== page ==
I use a large square wood block with a hole drilled in it (using a drill press). I thread it onto the steer tube on top of a race to the right height position. With the appropriate sized hole drilled into a hardwood block, it will thread itself on square, or if you don't have the proper drill bit (grinding a spade bit to the right size works), a undersized hole in a softwood block will do OK. Another method is to drill a hole, the size being less critical, and then slit one side of the block along it's length to clamp in the vise around the steering tube. If you want to get fancy, countersink screw a sheet of brass on top of the block that you can replace if it gets scored up from the hacksaw blade. The handy thing about this method is that you can clamp the block into the vise and hold the fork horizontally, then saw parallel to gravity.
Applause is unnecessary.......you're too kind.
Dennis Young Rainy season in Hotaka, Japan. Then comes the typhoons.
> My favorite fork cutting guide is the top threaded
> bearing cone from an old Standard Schwinn headset.
> Not the Deluxe that came on the Continentals and up
> but the ones that came on the Varsities, Stingrays,
> Cruisers etc. They have a large, almost flat surface
> to lay the hack saw blade against. They are also very
> hard and are not affected by the teeth on the blade or
> the touch of the file teeth. I actually use two of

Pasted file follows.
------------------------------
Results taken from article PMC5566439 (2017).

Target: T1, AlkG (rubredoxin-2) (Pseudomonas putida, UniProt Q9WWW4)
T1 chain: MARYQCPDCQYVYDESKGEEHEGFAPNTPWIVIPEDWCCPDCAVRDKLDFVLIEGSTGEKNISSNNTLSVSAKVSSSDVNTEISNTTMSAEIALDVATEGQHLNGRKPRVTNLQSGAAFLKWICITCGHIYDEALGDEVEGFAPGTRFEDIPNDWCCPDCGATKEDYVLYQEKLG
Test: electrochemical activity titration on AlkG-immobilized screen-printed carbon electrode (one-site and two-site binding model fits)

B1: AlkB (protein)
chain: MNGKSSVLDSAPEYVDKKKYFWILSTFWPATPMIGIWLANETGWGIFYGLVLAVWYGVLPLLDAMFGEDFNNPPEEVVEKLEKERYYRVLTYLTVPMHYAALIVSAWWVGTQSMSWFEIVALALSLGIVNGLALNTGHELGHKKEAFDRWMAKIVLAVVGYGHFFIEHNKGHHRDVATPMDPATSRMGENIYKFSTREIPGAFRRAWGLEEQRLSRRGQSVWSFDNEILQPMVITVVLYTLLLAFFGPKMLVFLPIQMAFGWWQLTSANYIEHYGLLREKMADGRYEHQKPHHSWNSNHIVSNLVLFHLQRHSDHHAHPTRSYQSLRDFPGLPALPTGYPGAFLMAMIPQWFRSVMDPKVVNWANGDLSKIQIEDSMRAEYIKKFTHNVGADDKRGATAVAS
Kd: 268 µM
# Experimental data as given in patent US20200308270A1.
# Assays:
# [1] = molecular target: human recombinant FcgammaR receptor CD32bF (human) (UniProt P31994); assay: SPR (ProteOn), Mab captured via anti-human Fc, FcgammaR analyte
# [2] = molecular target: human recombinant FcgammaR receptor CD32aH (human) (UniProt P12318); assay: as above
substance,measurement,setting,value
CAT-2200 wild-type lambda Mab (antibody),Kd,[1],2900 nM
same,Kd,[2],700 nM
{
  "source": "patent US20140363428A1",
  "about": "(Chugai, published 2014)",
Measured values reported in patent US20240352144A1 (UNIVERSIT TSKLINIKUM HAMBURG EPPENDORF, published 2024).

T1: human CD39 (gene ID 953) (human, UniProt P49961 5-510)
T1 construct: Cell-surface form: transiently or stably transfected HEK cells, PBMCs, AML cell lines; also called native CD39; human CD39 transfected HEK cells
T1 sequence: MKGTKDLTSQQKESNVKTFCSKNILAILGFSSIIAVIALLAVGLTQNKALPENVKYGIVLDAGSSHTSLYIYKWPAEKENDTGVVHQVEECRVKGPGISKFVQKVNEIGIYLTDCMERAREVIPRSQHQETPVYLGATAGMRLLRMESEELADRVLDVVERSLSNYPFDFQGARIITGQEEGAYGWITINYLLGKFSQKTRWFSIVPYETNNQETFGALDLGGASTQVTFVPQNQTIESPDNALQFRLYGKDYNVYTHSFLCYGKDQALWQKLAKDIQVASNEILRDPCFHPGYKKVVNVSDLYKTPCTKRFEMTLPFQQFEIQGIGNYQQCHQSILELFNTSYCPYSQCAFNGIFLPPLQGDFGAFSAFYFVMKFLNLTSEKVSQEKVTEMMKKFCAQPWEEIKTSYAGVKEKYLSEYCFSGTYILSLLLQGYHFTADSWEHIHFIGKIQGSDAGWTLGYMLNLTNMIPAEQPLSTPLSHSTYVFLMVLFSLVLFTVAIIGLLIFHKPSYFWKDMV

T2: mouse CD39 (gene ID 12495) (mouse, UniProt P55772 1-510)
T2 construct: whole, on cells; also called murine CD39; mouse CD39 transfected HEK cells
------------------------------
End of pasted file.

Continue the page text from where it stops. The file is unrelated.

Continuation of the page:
> them; one screwed on upside down and the last one
> right side up. I adjust the top one to the exact
> length and then lock the lower one against it. Hand
> tight is enough. Then cut the steerer with the hack
> saw staying up next to the race if possible. After
> the cutting, I file it flat with the head race and
> chamfer the I.D. with a half round file. Then I spin
> off the bearing races and with a flat file, bevel the
> O.D. a bit to take off the sharp edges which makes for
> easy starting of the headset and saves cut fingers
> from the sharp edges that would otherwise be left.
> This method is very quick and accurate and produces a
> beautifully cut and finished steer tube.
> The best part is that the tools required are almost
> free for the asking.
> Bruce Schrader
> San Francisco, CA
> "Not all those that wander are lost."
> -J.R.R. Tolkien (1892-1973)
> Date: Sun, 6 Jul 2003 00:52:04 EDT
> From: NortonMarg@aol.com
> To: firstname.lastname@example.org, email@example.com
> Cc: firstname.lastname@example.org
> Subject: Re: [CR]Cutting a steering tube the easy way
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> In a message dated 7/5/03 3:33:38 PM Pacific Daylight Time, firstname.lastname@example.org
>> Phil Brown has the ticket. Sure, the Stein tool is nice, but a cheapo
>> steel threaded top race works fine. Why spend the money when you
>> probably have one sitting in your drawer??
> I use two cheapo races, spaced apart enough to leave just blade clearance. I
> cut conduit for a living, so I'm used to a hacksaw, but the threads tend to
> turn the blade a bit, and being fussy, I really like the steerers cut as
> as possible.
> Stevan Thomas
> Alameda, CA